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Diffusion Approximations for Complex Repair Systems
[report]

Donald L. Iglehart, Atam Lalchandani

1991
unpublished

A wide variety of complex repair systems can be modeled as continuous time Markov chains. These systems are closed networks of queues with a total of n jobs circulating in the network. The process of interest is the number of jobs, X n (t), at the various repair centers at time t. After appropriate translation and scaling, we show that the processes {X n (t) : t > 0} converge weakly to a limiting multi-variate Ornstein-Uhlenbeck process. This limit process is then used to obtain computable
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... ximations for Xn(t). Numerical results are presented for three specific repairman models and the approximations are compared with exact results obtained through product form formulae. In most cases the approximation is quite accurate. and Atam P. Lalchandani Introduction. For many stochastic models in applied probability complicated Markov chains arise which are impossible to analyze directly. A classical approach to this problem, dating back to BACHELIER (1900), is to show that a sequence of Markov chains with appropriate time and state scales converges at a given time point (or weakly) to a limiting diffusion process. In these instances the limiting diffusion process may hold out the only hope for providing useful approximations to practical problems. When the Markov chains are one-dimensional birth-death processes in either discrete or continuous time, STONE (1961), (1963) has developed a complete theory for the weak convergence of these Markov chains, to a limiting diffusion. Roughly speaking, Stone's results require convergence of the infinitesimal mean and variance to those of the limiting diffusion plus convergence of boundary conditions when appropriate. In this paper we shall apply a comparable development in higher dimensions for a restricted class of limiting diffusions: multivariate Ornstein-Uhlenbeck (m.O.U.) processes. These results will then be applied to three generalized repairman models. A special case of a m.O.U. was introduced in IGLEHART (1968) and the general case in SCHACH (1971). Problems involving the convergence of Markov chains to a m.O.U. process arise frequently in practice; see, for example, KARLIN and McGREGOR (1964), (1965), IGLEHART (1968), SCHACH (1971), and McNEIL and SCHACH (1973). We shall treat sequences of Markov chains in continuous time whose state spaces are subsets of Z d , the integer lattice points of d-dimensional Euclidean space, R d . We view elements x e R d as column vectors. From a given point in the state space we shall only allow jumps in one step to a finite number of states. Thus multivariate birth-death processes in which transitions are only allowed to neighboring states are special cases. The typical situation for a sequence of continuous time chains, say, {X n (t):t>0}. n = 1,2,... , is to form a sequence of processes y"(f) = (*n(')-nc)/n" 2 ,t>0, where c6fi d is a fixed vector. With this setup we would like to conclude under appropriate conditions that Y n (t) => Y(t), where ^ denotes weak convergence and Y is a m.O.U. process. Also of interest is the convergence of the m.O.U. process as t -► oo:Y(t) =» y(+oo), when this is appropriate. In applications we would approximate the random vector X n (t) by n l/2 Y(t) + nc for large n. A m.O.U. process is a ^-dimensional (d > 2) diffusion, that is a strong Markov process with continuous paths. Furthermore, if the initial state is either a constant or Gaussian, then the process is Gaussian. It is characterized by two real d x d matrices A and £, where A is symmetric and positive definite. The stationary transition probability density of a m.O.U. process is given by (1.1) P(t,*,y) = (27r)-d/2 |£(')r 1/2 exp{4/(r,*,s,)}, where x,j/€ R d , t> 0, /(t,x,y) = (y-/i(t))'E-l (t)(j/-/x(t)), M (t) = e" Br x, and £(*) = ff BT At" B ' r dr. o Here B' is the transpose of B. As A is symmetric, positive definite and e" Br nonsingular, it is easy to show that £(*) is symmetric, positive definite. The convergence of a sequence of Markov processes has a long history. We mention next some of the relevant literature. KHINCHINE (1933), Chapter 3, approaches the problem through the Kolmogorov backward partial differential equation. Semi-group treatments of these problems have been given by SKOROHOD (195S), 1 Table 2. Parameters for Limiting Process -Two Item Model Next we make a number of qualitative remarks about the behavior of this system when n is large. 11 J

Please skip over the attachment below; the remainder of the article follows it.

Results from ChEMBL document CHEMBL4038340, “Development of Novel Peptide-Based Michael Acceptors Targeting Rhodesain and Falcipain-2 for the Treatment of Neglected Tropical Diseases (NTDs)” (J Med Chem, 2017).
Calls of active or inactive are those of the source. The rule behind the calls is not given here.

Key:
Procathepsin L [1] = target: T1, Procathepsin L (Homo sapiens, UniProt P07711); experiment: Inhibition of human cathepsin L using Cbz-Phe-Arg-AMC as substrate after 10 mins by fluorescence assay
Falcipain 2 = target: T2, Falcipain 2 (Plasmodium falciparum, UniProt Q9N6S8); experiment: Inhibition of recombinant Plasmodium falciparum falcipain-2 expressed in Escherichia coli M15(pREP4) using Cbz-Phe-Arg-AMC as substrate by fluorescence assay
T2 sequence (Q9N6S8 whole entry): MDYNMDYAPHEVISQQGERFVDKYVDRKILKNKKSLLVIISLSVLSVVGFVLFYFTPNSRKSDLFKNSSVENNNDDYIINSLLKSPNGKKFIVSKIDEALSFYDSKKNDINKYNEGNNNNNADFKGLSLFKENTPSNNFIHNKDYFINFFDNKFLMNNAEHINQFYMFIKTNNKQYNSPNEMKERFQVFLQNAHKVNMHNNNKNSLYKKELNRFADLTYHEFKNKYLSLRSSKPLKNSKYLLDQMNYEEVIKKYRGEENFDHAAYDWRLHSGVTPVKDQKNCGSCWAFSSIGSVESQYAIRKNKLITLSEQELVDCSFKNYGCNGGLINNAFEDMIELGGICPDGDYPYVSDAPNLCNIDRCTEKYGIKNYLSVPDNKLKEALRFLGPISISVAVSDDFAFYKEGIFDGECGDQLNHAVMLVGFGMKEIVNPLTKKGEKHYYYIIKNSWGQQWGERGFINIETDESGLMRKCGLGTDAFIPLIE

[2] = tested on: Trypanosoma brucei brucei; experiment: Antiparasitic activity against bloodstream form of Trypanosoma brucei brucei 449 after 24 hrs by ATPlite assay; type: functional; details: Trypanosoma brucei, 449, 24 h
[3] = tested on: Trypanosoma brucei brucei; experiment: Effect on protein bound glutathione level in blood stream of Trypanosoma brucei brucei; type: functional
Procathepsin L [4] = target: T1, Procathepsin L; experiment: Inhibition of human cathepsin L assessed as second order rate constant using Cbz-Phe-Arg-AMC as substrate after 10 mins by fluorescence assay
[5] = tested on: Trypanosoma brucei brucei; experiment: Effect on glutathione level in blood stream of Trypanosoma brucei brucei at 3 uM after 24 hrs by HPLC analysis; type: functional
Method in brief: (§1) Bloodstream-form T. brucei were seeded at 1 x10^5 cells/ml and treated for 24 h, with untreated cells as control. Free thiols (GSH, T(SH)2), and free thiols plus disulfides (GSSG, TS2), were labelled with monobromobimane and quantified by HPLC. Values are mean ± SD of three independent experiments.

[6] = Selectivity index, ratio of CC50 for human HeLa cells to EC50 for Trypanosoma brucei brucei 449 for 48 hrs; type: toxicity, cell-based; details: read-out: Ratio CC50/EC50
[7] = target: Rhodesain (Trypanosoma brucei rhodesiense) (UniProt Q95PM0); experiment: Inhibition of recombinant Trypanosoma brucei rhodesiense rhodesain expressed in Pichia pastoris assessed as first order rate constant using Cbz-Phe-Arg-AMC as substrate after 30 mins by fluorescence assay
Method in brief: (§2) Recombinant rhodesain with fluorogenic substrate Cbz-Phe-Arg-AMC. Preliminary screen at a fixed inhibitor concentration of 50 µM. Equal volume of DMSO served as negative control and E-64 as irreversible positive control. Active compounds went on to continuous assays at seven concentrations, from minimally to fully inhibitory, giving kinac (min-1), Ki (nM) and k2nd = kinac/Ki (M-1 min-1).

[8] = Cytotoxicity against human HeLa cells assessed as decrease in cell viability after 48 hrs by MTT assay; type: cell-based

doi:10.21236/ada238100
fatcat:5ogsk37xgfgn7nnwldyum334wa